Creativity ==> You _____ Partner _____
Financial responsibility ==> You _____ Partner _____
Flexibility ==> You _____ Partner _____
Friendship ==> You _____ Partner _____
Generosity ==> You _____ Partner _____
Gift-giving ==> You _____ Partner _____
Honesty ==> You _____ Partner _____
Household management ==> You _____ Partner _____
Listening skills ==> You _____ Partner _____
Lovemaking ==> You _____ Partner _____
Patience ==> You _____ Partner _____
Playfulness ==> You _____ Partner _____
Romance ==> You _____ Partner _____
Self-awareness ==> You _____ Partner _____
Self-esteem ==> You _____ Partner _____
Sense of humor ==> You _____ Partner _____
Sensitivity ==> You _____ Partner _____
Spontaneity ==> You _____ Partner _____
Other:_______________ ==> You _____ Partner _____
Other:_______________ ==> You _____ Partner _____
Other:_______________ ==> You _____ Partner _____
Other:_______________ ==> You _____ Partner _____
Other:_______________ ==> You _____ Partner _____


A = Passionate, exciting, fulfilling; not *perfect* -- but clearly excellent B = Very good, solid, better-than-most, consistent, improving C = Average, adequate, acceptable, okay, ho-hum, static D = Below average, dismal, unhappy, bad -- but not hopeless; worth working on-for a little while longer F = Hopeless, dangerous; tried everything, didn't work; run - - don't walk -- to the nearest exit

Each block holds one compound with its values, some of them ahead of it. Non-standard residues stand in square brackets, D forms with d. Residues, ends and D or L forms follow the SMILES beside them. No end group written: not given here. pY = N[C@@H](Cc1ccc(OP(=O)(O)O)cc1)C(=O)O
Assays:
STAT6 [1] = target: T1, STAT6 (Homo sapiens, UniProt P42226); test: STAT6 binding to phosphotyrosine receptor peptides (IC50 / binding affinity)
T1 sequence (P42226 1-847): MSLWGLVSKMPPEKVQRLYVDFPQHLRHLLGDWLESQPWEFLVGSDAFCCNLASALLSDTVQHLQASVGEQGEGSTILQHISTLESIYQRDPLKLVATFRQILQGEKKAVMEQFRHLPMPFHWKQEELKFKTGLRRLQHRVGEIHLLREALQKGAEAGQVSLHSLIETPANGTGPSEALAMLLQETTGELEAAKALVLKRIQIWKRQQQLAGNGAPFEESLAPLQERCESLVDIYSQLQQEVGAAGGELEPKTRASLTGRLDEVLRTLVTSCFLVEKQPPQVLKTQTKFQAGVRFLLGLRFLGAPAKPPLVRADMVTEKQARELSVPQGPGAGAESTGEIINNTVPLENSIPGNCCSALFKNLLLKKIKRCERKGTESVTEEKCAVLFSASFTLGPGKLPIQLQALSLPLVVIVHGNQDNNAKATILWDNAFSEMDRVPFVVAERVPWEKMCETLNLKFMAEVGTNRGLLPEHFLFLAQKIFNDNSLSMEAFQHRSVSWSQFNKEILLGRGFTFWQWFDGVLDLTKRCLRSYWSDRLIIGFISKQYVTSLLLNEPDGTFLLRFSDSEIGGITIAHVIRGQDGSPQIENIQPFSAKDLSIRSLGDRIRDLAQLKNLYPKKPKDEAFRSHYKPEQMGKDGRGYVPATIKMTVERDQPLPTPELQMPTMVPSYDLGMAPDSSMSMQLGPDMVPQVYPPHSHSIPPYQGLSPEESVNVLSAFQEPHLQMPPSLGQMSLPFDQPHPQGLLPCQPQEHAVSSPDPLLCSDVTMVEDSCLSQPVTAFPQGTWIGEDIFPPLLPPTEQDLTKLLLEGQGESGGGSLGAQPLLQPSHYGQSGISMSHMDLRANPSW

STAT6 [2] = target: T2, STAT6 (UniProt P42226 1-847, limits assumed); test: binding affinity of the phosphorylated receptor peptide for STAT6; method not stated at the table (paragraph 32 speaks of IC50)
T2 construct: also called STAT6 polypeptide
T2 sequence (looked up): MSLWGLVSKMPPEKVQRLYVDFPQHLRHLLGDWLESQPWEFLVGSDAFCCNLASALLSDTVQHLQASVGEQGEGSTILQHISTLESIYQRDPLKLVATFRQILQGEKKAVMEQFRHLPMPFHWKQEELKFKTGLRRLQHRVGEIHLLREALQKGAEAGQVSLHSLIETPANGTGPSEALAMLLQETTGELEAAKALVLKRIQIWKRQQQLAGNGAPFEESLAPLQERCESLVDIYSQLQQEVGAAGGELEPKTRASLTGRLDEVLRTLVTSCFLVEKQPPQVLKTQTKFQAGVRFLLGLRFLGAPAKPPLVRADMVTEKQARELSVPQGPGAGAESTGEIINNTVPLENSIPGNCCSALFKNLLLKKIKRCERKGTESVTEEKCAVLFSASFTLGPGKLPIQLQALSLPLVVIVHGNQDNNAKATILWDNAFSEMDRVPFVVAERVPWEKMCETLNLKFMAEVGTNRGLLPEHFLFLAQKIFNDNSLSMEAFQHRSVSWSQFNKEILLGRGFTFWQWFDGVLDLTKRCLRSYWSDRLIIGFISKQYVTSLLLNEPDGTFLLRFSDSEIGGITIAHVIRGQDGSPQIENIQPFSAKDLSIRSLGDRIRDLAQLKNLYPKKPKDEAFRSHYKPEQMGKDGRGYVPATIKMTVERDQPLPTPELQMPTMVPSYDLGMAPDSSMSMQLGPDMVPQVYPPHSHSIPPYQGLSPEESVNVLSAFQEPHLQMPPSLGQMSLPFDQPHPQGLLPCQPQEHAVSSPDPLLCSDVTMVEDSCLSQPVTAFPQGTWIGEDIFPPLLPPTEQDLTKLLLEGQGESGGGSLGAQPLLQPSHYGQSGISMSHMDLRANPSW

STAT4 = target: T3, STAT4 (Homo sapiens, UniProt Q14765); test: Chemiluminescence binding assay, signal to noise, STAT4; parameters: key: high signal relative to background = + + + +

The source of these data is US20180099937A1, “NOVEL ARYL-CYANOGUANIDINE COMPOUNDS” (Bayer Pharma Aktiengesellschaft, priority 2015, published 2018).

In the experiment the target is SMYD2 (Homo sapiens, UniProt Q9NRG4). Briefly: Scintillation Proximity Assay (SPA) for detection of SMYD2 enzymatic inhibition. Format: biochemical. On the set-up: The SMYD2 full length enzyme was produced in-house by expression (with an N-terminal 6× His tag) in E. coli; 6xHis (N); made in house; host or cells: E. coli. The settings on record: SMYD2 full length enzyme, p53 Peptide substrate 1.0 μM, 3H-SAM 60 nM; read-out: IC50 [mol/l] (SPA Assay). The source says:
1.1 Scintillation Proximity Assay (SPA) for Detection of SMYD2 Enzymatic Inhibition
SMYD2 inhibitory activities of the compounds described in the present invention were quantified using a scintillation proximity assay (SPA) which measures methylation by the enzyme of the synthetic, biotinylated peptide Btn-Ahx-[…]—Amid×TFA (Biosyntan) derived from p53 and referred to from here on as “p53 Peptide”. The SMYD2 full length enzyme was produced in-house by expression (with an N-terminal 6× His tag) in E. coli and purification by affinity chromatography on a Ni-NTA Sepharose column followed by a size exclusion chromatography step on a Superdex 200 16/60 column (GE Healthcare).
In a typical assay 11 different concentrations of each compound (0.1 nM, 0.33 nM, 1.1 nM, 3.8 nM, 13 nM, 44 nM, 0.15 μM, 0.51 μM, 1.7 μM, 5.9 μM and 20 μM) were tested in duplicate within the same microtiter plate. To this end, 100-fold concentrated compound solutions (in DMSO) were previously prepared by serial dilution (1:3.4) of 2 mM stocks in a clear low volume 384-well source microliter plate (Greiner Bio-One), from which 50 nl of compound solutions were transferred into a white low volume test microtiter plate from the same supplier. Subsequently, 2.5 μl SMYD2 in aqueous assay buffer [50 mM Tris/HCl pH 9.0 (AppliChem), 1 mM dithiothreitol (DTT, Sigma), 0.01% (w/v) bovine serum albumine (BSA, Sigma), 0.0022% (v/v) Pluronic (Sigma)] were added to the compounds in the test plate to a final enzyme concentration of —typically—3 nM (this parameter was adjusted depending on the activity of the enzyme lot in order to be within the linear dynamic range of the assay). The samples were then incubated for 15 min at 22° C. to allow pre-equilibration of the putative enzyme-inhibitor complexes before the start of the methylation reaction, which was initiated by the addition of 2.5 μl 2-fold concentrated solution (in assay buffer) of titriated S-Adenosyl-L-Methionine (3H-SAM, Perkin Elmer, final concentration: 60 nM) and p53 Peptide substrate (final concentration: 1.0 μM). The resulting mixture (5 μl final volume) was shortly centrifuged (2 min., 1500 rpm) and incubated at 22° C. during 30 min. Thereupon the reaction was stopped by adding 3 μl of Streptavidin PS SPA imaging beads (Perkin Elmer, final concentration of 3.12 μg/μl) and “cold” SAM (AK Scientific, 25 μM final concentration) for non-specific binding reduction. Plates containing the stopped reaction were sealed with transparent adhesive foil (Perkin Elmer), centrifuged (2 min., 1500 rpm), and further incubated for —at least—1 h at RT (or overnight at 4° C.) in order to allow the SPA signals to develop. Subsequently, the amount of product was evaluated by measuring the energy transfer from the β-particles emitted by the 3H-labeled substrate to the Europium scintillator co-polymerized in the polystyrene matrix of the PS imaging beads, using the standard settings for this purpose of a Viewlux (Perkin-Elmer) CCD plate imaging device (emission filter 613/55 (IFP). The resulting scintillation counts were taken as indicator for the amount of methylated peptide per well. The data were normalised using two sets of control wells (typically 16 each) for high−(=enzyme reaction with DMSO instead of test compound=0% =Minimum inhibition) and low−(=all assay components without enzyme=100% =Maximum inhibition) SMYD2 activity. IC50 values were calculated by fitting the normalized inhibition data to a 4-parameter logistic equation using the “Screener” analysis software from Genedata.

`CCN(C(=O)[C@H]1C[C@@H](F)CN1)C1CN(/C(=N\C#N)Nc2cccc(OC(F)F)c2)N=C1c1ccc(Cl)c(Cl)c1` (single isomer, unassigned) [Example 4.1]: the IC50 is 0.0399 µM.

After nearly two decades of experimenting in my Relationship Seminar, I have found that the "A through F" scale works much better than either the "1 through 10" scale or the "4.0 scale." Most people recognize *instantly* the meanings of letter grades. And, I've observed that most people have very specific emotional reactions and memories attached to each grade. And this, I believe, gives this exercise more impact.

Be careful! Some people may be inclined to use the Relationship Report Card to criticize and judge their partners. Don't do this! It is a misuse of the tool. Just as a hammer can be used to either build houses or break windows, the Relationship Report Card is a tool that needs to be used with care. If you use it with love and honesty, it will work for you.

Also, some people may use the Relationship Report Card to judge themselves, and end up feeling guilty. Don't fall into this trap. We all have strengths and weaknesses, so why not just face-up to it?! (In seventeen years of administering the Relationship Report Card I've never seen *anyone* get "straight As"!) Yes, it's often difficult to look at your shortcomings, but only by looking at them honestly can you possibly make improvements.

INSTRUCTIONS: How to Use the Relationship Report Card

  • Most people take six to ten minutes to complete the grading process. (Although some folks fly through it in sixty seconds, and others ponder it for a good half hour!)
  • Remove all distractions -- such as phones, kids, and other sources of interruption. You'll get more out of this if you can give it your full attention.